One way to prepare for Easter is to worry about what you are going to wear.
Another is to prepare for the many Easter egg hunts.
Still another is to worry about what you are going to have for Easter Sunday Dinner.
But the real challenge is how we prepare ourselves to receive the full impact of the hope and joy that Easter brings to those who believe.
While every Sunday is a “little Easter” on the church calendar, early Christians came together on the first day of the week as this was the day Jesus arose. And though we worship every week, the days immediately before Easter are vital in our preparation to receive the Good News of Easter again. We call these days, “Holy Week” as it is not any other week of the year.
For more than 30 years, several of the churches of Covington have been coming together to worship during Holy Week, the days between Palm Sunday and Easter. Billy Wade, the pastor at the First Presbyterian Church, says it was a tradition when he arrived — some three decades ago — to be the Pastor of the Presbyterian Church. There has been some change in which churches are a part of these services. No one seems to know the exact year that the services started.
Holy Week is again a time for a great Covington tradition. Five congregations come together to worship and offer the community a time to prepare for the Easter Celebration. Barriers that normally divide are reached over as denominational and racial lines are ignored. The common grounds of the Christian faith shared by all five congregations and a love for our community is more than enough to bring the congregations together.
Wade added that a real strength of the services is that they get us out of our own little worlds to see how we are a part of much larger body.
Each year the task of hosting the services is rotated among the congregations. This year is the Church of the Good Shepherd Episcopal turn to host. The pastor of that congregation, Edwin Beckham spoke of being impressed by the sense of community that these services show. He said he has found Covington to have a strong sense of community especially among the churches. The host church is responsible for lunch each day following the noon services.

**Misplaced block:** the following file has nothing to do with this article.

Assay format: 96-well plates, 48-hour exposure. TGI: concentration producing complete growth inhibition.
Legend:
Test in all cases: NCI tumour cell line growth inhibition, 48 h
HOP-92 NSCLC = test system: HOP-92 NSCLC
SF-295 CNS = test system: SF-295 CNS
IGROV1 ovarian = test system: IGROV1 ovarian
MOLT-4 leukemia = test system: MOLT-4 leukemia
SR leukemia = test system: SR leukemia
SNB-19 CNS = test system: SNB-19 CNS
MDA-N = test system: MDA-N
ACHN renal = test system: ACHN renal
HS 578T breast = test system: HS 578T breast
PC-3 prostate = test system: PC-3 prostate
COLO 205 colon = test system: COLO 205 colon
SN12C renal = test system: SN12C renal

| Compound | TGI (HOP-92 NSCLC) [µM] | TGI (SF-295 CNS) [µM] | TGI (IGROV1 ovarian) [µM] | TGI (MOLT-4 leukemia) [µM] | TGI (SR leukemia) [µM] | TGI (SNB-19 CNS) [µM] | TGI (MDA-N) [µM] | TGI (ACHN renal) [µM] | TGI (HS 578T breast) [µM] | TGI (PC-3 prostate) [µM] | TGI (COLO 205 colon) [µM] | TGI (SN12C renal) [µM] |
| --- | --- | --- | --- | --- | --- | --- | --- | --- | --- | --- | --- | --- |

The Church of the Good Shepherd is located at 4140 Clark Street, across from the Clark Grove subdivision. The entire Covington community is invited to come to the services at noon each day, and to the lunch that follow in the Fellowship Hall. “Breaking bread together” has been a part of the church since it very beginning.
Each day will feature a different congregation with the “preacher” for the day and music coming from the featured congregation. This year’s schedule is for Monday to feature the First Baptist Church of Covington, Cody McNutt pastor: Tuesday the Grace United Methodist Church, George Lanier pastor; Wednesday, the First United Methodist Church of Covington, Doug Gilreath pastor; Thursday, the First Presbyterian Church of Covington, Billy Wade pastor; and on Friday, the host congregation Good Shepherd, Episcopal and its pastor, Edwin Beckham will be featured.
Here is your opportunity to experience what some of your neighbors experience on Sunday. I think you will discover we have much more in common than we may at first think. And each church adds to the strength of the Covington community.
Last year was my first Holy Week in Covington. I found these services to an opportunity to get a much broader view of our community. Sure that are issues that the various churches disagree on but these services remind us that is on the most important issues we stand on common ground.
Last year was George Lanier, at Grace United Methodist, first year in Covington as well. The way he described the services were they have a “family” atmosphere. Truly the church families of Covington do come together. He found a community coming together in worship. What a great way for George to conclude his first year of ministry in Covington.
Doug Gilreath, the pastor of First United Methodist, reflected on the six years he has been a part of these services. He found this same sense of unity. Gilreath said the services are always well attended. He said, there is strong support from the sponsoring churches as well as folks coming from other congregations.
I found a major part of that “family” atmosphere was the way the folks of Grace Church welcomed all who came. I am sure we will have the same experience at Good Shepherd this year. It is great to a part of building “bridges of understanding” in our community.
Easter is the most sacred of all days on the Christian calendar. I invite you to prepare for is full impact by attending these Holy Week Services. Enjoy worshiping and eating with your neighbors. And at the same time be blessed by the diversity of the Covington faith community.
B. Wiley Stephens is a retired United Methodist Minister and author who now resides in Covington.